Besides the actions of nuclear armed states, there are other emerging threats. Not least is the risk of global terrorism. Although it would be very difficult for terrorists to build a bomb themselves, there has long been a danger of rogue states selling fissile material to terrorists that could be turned into a ‘dirty bomb’ that would still cause carnage.
There are also several countries that have the potential to create nuclear weapons, even if they are not there yet. Iran has garnered plenty of attention for its nuclear programme in recent years. However, it’s widely believed, says Ingram, that Saudi Arabia, Iran’s regional rival, has the know-how to create a bomb if it wanted. Meanwhile in east Asia, another global hotspot, it’s generally believed that Japan, Taiwan and South Korea all have the capability to create bombs in a year or two.
Cyber-attacks are another serious issue. Ingram explains that there is a continual threat of such attacks against nuclear weapons silos. He points to the example of the Stuxnet bug, which is believed to have caused serious damage to Iran’s nuclear programme in 2010. Perhaps the biggest fear is that terrorists might find a digital back door into nuclear facilities and launch a weapon (although robust security measures make this very unlikely).
Another emerging threat is the impact of a bomb being set off in space. Ingram explains that exploding a nuclear weapon beyond the Earth’s atmosphere might not kill people on the ground, but “the electromagnetic pulse could fry or shut down many satellites”. Since modern militaries are ever more reliant on GPS and satellite communications, space-based attacks could be particularly disruptive.
Current estimated total: 225
Operationally available: 120
Delivery method: Four Vanguard-class submarines.
While the country has never published data on its nuclear arsenal, it appeared to be gradually reducing the number of warheads from the early 2000s (it peaked at around 500 during the 1970s and 1980s). The country has about 120 operational weapons today. However, in its 2021 integrated review, the government appeared to reverse this policy, and set an upper ‘ceiling’ of 260 (including non-operational weapons).
The country is also planning to modernise its submarines, with four new Dreadnought class nuclear submarines coming into service in the 2030s. It is also in the process of upgrading its warheads, increasing their ability to conduct missions.
Current estimated total: 300
Operationally available: 300
Delivery method: Four Le Triomphant class submarines. Air-launched cruise missiles from approximately 40 bombers.
France has reduced the size of its stockpile to around 300, down from a peak of 540 in the early 1990s.
Paris is currently in the process of upgrading its entire nuclear deterrent. By 2035 it is expected to commission the first of four new submarines to replace the Le Triomphant class boats. Currently known as the SNLE 3G, the new submarines will come with improved missile delivery platforms.
France also plans to commission its next-generation combat aircraft around the same time, which will be able to deliver a hypersonic cruise missile.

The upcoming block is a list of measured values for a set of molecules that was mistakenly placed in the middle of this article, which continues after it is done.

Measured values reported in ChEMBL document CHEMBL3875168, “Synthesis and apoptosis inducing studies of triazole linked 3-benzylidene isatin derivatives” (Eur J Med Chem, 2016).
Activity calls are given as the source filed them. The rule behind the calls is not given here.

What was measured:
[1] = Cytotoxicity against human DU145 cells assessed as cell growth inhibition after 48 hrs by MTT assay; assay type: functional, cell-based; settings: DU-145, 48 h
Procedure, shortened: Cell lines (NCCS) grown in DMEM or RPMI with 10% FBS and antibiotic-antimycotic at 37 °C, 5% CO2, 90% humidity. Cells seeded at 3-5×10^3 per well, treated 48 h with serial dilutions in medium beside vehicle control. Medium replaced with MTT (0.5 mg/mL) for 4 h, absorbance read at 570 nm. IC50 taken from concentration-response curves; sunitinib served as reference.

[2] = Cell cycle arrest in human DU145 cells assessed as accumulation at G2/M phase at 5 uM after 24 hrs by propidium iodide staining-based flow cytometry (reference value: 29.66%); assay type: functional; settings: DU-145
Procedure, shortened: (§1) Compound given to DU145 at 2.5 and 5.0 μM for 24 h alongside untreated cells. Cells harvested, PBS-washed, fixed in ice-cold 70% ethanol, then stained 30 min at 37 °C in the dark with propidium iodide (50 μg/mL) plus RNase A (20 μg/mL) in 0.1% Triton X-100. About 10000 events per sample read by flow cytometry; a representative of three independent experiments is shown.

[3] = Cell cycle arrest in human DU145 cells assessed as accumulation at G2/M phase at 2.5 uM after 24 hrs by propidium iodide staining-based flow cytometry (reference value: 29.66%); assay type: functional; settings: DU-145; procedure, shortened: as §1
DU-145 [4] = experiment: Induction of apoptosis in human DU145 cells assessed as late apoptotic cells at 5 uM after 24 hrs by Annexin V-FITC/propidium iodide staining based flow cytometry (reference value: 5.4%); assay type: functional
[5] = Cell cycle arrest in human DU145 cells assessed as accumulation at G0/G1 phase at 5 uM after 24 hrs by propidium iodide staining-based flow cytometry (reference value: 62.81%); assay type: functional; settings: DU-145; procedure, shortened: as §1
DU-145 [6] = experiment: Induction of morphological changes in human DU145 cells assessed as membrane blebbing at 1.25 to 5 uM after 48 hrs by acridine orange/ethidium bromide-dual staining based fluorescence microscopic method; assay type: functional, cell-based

Current estimated total: 5,600
Operationally available: 3,700
Delivery method: Numerous ICBMs – intercontinental ballistic missiles (launched from the ground in the US and the territory of five Nato allies), 14 Ohio-class submarines, ~110 B-52 and B-21 bombers (armed with missiles and gravity bombs).
Over the past 30 years, the US appears to have complied with its treaty requirements and continued to reduce the number of warheads in its arsenal.
The tone changed under the Trump administration, however, which became much less transparent about the number of weapons and reductions. Most significant is the increase in funding for the army’s nuclear weapons programmes; the budget has almost doubled in the past decade as the arsenal modernises.
The biggest development is the creation of the W93 ballistic missile warhead, a brand new design about which relatively little is known.
Current estimated total: 6,257
Operationally available: 4,587
Delivery method: Numerous intercontinental ballistic missiles silos, 11 nuclear submarines of 3 classes, ~65 Tu-160 Blackjack and the Tu-95MS Bear H bombers.
Russia has reduced the size of its arsenal dramatically since the collapse of the Soviet Union (it also removed weapons it held on the territory of independent post-Soviet states, including Ukraine). However, its posture has been repeatedly criticised, and it has developed several new weapons and delivery methods which appear to break its treaty obligations.
The Russian nuclear arsenal has been undergoing a decades-long modernisation, with several new technologies introduced. These include plans for a nuclear-propelled cruise missile, which could have unlimited range. It has also developed the Sarmat, a ballistic missile that could carry up to 15 warheads, each with its own target.
Current estimated total: 165
Operationally available: 165
Delivery method: Mirage III and Mirage V bombers, several short and medium-range land-based ballistic missiles – including road mobile weapons.
Pakistan is not constrained by non- proliferation treaties and has been expanding the size of its arsenal in recent years. The country aims to achieve a ‘triad’ of air, land and sea delivery, and is currently developing a sea-launched version of its Babur missile.
Pakistan has invested heavily in so-called ‘tactical’ nuclear weapons. These are designed to have a low yield and short range, with a view to use on the battlefield.
Current estimated total: ~90
Operationally available: ~90
Delivery method: It is believed that Israel can deliver warheads from the ground, air and sea.